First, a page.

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If There's A Noticeable "Peak Bloom" At Death Valley National Park, It'll Be In Late March, Early April

Lake Manly, as seen from Dantes View, NPS photo.

Even rain has fallen at Death Valley National Park since the first of the year that Lake Manly has reappeared, as this picture taken from Dantes View shows. NPS photo.

The guessing game on how significant the spring bloom in Death Valley National Park will be continues. No one is willing yet to say it will rival the 2005 showcase, but Park Service officials are predicting the "peak bloom," if there is one, will arrive in late March and into early April.

Spring 2005 gained venerated status among flower lovers for its incredible wildflower blooms in Death Valley. That bloom -- dubbed the "bloom of the century" -- was triggered by heavy fall and winter rains that dumped almost 6.5 inches of moisture on Death Valley.

According to park botanists, "the best time to see a spring floral display is in years when rainfall has been several times the Death Valley annual average of about 1.9 inches. In general, heavy rains in late October with no more rain through the winter months, will not bring out the flowers as well as rains that are evenly-spaced throughout the winter and into the spring."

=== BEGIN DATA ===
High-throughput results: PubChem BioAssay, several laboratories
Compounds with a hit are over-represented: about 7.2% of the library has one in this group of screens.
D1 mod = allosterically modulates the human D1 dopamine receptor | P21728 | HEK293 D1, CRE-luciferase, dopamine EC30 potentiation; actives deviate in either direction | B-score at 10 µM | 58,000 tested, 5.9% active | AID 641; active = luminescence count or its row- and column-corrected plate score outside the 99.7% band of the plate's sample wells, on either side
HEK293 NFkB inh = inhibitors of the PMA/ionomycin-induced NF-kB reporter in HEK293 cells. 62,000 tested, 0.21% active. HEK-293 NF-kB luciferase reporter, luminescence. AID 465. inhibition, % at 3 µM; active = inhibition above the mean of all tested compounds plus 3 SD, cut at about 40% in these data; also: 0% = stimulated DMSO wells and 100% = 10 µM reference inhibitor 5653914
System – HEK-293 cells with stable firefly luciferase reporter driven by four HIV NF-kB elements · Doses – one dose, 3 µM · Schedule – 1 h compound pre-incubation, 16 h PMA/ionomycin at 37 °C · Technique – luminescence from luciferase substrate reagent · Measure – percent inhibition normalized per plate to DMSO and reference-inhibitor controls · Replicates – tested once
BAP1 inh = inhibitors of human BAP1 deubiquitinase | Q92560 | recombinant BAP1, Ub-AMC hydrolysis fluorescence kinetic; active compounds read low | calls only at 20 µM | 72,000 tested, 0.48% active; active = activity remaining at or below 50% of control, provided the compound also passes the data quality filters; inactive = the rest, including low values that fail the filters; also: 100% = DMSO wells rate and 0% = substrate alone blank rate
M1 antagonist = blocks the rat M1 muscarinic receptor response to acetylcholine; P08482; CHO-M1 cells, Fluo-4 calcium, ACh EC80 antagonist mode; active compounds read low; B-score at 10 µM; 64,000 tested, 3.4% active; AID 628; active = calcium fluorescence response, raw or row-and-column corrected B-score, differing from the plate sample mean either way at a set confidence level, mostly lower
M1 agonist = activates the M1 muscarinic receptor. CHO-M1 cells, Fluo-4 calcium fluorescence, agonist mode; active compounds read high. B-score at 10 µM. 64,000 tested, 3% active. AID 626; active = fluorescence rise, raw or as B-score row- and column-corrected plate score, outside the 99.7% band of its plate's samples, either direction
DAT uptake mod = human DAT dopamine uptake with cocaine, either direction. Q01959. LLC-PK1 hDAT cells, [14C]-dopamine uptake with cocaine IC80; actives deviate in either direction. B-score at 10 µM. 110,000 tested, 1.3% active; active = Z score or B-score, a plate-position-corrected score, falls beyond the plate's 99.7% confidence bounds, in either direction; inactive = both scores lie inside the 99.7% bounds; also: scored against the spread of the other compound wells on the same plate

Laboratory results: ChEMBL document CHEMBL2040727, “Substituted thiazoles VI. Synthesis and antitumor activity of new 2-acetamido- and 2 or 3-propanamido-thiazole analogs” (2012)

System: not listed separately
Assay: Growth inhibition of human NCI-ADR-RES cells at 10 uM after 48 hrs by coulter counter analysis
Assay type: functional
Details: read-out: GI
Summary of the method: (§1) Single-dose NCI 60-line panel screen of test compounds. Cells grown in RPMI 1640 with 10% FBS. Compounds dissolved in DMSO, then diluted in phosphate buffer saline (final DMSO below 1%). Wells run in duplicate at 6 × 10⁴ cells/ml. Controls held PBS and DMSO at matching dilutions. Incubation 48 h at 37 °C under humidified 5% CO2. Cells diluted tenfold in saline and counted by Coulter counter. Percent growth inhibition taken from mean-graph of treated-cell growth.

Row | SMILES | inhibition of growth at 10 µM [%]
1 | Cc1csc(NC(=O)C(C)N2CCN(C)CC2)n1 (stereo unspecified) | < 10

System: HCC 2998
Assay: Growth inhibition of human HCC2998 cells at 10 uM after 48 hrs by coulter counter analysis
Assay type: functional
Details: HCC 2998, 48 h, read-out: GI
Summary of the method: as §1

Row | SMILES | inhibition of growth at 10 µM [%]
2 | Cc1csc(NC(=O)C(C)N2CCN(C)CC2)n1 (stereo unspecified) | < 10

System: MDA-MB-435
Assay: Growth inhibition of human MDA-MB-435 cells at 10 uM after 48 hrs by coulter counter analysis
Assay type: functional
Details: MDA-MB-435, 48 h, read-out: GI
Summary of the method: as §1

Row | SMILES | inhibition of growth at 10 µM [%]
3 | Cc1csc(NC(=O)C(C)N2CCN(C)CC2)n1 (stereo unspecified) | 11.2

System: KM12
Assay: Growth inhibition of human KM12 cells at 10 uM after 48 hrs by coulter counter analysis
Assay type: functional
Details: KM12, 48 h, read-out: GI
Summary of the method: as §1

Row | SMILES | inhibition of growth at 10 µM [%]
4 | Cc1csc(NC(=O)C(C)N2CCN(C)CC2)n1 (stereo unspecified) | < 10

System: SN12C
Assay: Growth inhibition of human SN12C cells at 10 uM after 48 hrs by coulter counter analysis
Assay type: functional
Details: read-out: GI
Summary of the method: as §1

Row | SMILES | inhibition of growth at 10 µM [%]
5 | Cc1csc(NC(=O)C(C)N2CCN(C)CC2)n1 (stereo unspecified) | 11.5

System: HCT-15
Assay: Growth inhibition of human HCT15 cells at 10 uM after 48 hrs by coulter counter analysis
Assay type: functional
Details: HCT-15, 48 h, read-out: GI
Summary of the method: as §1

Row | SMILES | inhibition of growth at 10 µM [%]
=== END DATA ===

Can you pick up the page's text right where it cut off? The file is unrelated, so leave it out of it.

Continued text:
From July 1, 2009, through February 17, rainfall at Furnace Creek measured roughly 2.75 inches, with just over 5 inches falling at Scotty's Castle. Most of that moisture has come since the first of the year, with Furnace Creek reporting right about 2.65 inches of rain during that time-frame, and Scotty's Castle reporting just under 4 inches.

Here's the latest wildflower report from the park:

The wildflower sprouts are still just tiny specks of green among the gravel and have a long way to go before any flowers appear. The most growth is in the central part of Death Valley where visitors may actually notice a “fuzz” of green on some slopes as they drive by. We are still predicting late March to early April for the peak bloom.
The Amargosa River has been flowing steadily into Death Valley from the south for the last few weeks. Water now covers the lowest salt flats of Badwater Basin to create a shallow lake about 8 inches deep (not enough to float a kayak) but about 3 miles wide. Lake Manly has returned!

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